READ ALSO: Why Catalan separatists are in crisis five years after independence vote

The latest divisive matter has been focused on Catalan vs Spanish in schools. A ruling that 25 percent of school lessons in Catalonia have to be in Spanish is reportedly not being respected by Catalan authorities.

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FOOD & DRINK

Meet the Spanish twin chefs who earned a third Michelin star

When they were just eight years old, Spanish twins Sergio and Javier Torres set a goal: they wanted to become chefs who were among the top in their field.

Meet the Spanish twin chefs who earned a third Michelin star

To achieve this they strategically split up to get training in different esteemed kitchens around the world, published books on cooking and presented a popular TV show.

The plan worked.

Over four decades after they surprised their family by saying they wanted to be chefs, Sergio and Javier’s Barcelona restaurant, Cocina Hermanos Torres, was awarded a third Michelin star last month.

“We developed a plan, that I think is a perfect plan,” a smiling Javier, 51, said at the restaurant, one of only 13 in Spain and Portugal with the top three-star ranking from the prestigious French guide.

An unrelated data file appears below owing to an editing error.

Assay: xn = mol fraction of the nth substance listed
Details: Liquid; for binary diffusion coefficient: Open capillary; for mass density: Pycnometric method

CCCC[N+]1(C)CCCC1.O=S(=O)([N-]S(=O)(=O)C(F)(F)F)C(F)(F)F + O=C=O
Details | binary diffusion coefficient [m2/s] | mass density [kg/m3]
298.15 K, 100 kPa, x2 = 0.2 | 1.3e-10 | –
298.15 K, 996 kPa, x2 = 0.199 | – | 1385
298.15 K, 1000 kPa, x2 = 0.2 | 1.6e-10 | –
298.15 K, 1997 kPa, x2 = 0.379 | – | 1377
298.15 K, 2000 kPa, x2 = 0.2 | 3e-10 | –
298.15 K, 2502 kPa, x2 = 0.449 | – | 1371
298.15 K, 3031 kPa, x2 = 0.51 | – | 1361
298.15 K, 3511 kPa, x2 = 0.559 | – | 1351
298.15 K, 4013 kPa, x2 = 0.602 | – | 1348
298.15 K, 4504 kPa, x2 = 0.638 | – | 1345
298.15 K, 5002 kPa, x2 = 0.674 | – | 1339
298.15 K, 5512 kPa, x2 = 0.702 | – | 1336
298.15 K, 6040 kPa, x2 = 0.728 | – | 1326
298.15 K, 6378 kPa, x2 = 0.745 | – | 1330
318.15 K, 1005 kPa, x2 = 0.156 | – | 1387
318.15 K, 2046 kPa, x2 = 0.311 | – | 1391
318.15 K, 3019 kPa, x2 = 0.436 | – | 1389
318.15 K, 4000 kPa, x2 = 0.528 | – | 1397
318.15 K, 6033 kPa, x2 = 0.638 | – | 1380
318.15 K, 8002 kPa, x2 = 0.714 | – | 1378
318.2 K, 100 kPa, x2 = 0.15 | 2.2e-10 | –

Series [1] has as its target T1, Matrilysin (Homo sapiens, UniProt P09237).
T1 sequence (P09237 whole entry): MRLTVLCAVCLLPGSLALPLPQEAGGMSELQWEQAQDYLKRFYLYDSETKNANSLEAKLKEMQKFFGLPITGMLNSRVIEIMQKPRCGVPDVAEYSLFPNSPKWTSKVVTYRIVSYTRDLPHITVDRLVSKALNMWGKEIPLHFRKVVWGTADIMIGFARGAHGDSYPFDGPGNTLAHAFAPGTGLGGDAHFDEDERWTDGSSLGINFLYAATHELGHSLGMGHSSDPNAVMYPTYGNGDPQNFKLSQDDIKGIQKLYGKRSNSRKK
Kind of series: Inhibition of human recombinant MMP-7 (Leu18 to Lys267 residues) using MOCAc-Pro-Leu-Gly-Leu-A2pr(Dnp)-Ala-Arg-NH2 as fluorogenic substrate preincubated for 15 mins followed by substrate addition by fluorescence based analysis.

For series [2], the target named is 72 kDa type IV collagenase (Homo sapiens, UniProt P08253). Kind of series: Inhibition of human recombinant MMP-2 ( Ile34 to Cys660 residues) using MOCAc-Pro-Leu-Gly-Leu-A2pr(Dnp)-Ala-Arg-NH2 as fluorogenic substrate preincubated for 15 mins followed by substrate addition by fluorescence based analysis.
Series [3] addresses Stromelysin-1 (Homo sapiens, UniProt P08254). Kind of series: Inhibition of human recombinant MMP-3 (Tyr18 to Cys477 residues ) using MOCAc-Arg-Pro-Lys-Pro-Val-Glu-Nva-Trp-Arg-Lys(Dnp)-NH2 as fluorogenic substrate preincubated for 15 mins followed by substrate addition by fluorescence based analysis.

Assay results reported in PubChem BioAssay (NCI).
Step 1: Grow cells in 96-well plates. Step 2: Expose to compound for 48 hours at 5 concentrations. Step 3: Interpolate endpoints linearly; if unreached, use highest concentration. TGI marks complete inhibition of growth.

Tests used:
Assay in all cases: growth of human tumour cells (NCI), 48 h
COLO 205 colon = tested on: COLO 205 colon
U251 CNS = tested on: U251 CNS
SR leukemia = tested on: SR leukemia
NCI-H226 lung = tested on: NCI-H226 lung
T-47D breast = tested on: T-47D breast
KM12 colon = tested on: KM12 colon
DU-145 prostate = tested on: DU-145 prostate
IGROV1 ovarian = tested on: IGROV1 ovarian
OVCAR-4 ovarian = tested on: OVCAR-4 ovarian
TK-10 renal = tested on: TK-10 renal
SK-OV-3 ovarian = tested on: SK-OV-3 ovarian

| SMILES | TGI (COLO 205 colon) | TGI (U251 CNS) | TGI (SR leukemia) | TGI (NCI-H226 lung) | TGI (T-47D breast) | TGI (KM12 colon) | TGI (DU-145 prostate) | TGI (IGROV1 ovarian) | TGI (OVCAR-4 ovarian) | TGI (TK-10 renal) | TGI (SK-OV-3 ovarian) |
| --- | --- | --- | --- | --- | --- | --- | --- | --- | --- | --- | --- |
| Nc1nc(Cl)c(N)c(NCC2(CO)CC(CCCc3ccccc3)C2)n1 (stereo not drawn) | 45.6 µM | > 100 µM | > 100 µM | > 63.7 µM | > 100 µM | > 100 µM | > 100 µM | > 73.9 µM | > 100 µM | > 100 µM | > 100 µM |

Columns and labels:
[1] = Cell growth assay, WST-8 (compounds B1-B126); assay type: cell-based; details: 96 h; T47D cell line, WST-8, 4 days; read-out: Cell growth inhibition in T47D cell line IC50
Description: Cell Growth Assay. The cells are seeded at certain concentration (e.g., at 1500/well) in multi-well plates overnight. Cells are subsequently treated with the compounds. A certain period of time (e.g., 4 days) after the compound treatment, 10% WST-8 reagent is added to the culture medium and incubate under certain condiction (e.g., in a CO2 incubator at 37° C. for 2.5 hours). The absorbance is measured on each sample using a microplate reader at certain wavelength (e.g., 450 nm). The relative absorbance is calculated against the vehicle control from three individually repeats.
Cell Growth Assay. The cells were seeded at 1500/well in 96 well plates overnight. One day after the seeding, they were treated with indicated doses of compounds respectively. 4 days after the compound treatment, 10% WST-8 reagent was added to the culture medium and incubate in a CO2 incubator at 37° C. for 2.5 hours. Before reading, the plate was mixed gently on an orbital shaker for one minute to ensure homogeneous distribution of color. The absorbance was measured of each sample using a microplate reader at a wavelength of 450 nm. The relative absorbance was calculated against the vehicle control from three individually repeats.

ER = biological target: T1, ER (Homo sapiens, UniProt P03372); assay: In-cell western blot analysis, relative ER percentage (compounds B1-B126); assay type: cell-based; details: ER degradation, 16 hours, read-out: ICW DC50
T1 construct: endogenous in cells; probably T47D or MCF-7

“When we started to go out of Barcelona we thought that Sergio would take one path, I would take another, and we would never coincide until we were ready,” he added.

The journey took the twins – who grew up in a working-class Barcelona neighbourhood – to different elite restaurants in Spain, Switzerland and France.

Before moving to Paris where he worked with top French chef Alain Ducasse, Sergio spent two years at the award-winning Le Jardin des Sens in Montpellier which is also run by twins – Jacques and Laurent Pourcel.

“We were separated but every month we met up in a restaurant, ate well, we spent the little money we had and developed the next steps of our strategy,” said Sergio as sat beside his brother.

READ ALSO: These are Spain’s new Michelin-starred restaurants

Grandmother influence

Each brother specialised in different areas – one learned to cook meat and vegetables, the other fish and bread, he added.